Not Guilty

Are the Acquitted Innocent?

224 pages

30 tables

June, 2012

ISBN: 9780814732175



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Daniel Givelber is Professor of Law and former Dean at Northeastern Law School of Law. A founding member of the New England Innocence Project, he has also been involved in death penalty litigation both through directing Northeastern’s Certiorari Clinic and by the successful decade long representation of a death row inmate.

All books by Daniel Givelber

Amy Farrell is Associate Professor of Criminology and Criminal Justice at Northeastern University.

All books by Amy Farrell

As scores of death row inmates are exonerated by DNA evidence and innocence commissions are set up across the country, conviction of the innocent has become a well-recognized problem. But our justice system makes both kinds of errors—we acquit the guilty and convict the innocent—and exploring the reasons why people are acquitted can help us to evaluate the efficiency and fairness of our criminal justice system. Not Guilty provides a sustained examination and analysis of the factors that lead juries to find defendants “not guilty,” as well as the connection between those factors and the possibility of factual innocence, examining why some criminal trials result in not guilty verdicts and what those verdicts suggest about the accuracy of our criminal process.


  • "Excellent acquisition for criminal justice, law, and crime collections. Summing up: highly recommended. All readership levels."

    —D. Schultz, Hamline University, Choice

  • "This interdisciplinary scholarship between law and a social science is sorely needed in the United States and I hope Givelber and Farrell have begun a trend that is so well established in other countries such as Germany and England. The authors are to be commended for writing a book that is thought provoking and vitally important in understand an ignored area of our justice system."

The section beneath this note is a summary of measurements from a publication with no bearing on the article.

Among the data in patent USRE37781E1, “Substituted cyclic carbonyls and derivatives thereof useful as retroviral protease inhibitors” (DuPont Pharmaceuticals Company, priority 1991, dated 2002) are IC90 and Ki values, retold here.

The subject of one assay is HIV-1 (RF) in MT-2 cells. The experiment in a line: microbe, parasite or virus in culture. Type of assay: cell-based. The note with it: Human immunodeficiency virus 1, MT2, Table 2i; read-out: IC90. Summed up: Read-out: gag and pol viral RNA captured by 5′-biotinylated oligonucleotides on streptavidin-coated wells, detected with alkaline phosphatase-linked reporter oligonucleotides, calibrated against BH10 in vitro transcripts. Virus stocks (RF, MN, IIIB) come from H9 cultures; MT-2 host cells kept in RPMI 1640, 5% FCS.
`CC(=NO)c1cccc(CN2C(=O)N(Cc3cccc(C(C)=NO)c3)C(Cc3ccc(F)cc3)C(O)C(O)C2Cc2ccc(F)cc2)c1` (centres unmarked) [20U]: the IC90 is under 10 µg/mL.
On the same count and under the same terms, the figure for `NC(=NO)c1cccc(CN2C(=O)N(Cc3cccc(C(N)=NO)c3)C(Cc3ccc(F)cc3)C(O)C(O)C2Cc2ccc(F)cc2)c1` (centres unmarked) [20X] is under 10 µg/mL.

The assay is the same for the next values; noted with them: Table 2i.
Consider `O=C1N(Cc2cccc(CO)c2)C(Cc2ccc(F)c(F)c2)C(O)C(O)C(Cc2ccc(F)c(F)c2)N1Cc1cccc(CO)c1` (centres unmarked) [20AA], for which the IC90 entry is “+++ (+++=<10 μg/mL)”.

—Robert Costello, Social and Legal Studies

  • "In their terrific if misleadingly titled new book, Not Guilty: Are the Acquitted Innocent?, Daniel Givelber and Amy Farrell ask a practically unanswerable question: how many defendants who are acquitted at trial are actually innocent?... it is immensely valuable for the close look it provides at what we know, and can know, about the correctness of jury verdicts."

    —Darryl K. Brown, Criminal Law and Criminal Justice Books

  • "This book is powerful, strong, and convincing. It is written at a level that undergraduates can understand and it avoids arcane academic language so that the book can be read and understood by practitioners, academics, and the general public...The book is quite informative, but it is also succinct and can be read quickly and easily. This book is likely to inform our understanding of jury behavior and of the nature of acquittals for years to come."

    Crime Law and Social Change

  • “Daniel Givelber and Amy Farrell have written a brilliant book that masterfully debunks the conventional wisdom that those who are charged with crimes in our criminal justice system, even when they are acquitted at trial, are almost certainly guilty. Drawing on extensive empirical research, this book systematically analyzes the sources of judge-jury disagreement about leniency and acquittals. This book challenges us to rethink our assumptions about the meaning of an acquittal in a system that asymmetrically treats ‘guilty’ verdicts as factual but ‘not guilty’ verdicts are merely procedural.  It also exposes how false assumptions about the probable guilt of the acquitted contribute to miscarriages of justice.  This is a book that anyone interested in the accuracy and fairness of the criminal justice system should read.  It is a data-driven tour de force.”

    —Richard A. Leo, author of Police Interrogation and American Justice

  • “An acquittal is the most powerful and final of legal judgments.  It may not be reviewed let alone reversed. It is also, perhaps, the least respected. After a criminal defendant has been convicted, prosecutors and judges often resist efforts to reconsider the verdict, even in the face of strong new evidence of innocence, because ‘the jury has spoken.’ When a defendant is acquitted they are as likely say ‘that doesn’t mean he’s innocent.’ In Not Guilty Daniel Givelber and Amy Farrell explore this anomaly. Givelber and Farrell make a persuasive case that most jury acquittals are based on evidence not emotion, and that acquittals should be taken to mean what they say: that the defendant is Not Guilty.” 

    —Samuel Gross, co-author of A Modern Approach to Evidence: Text, Problems, Transcripts, and Cases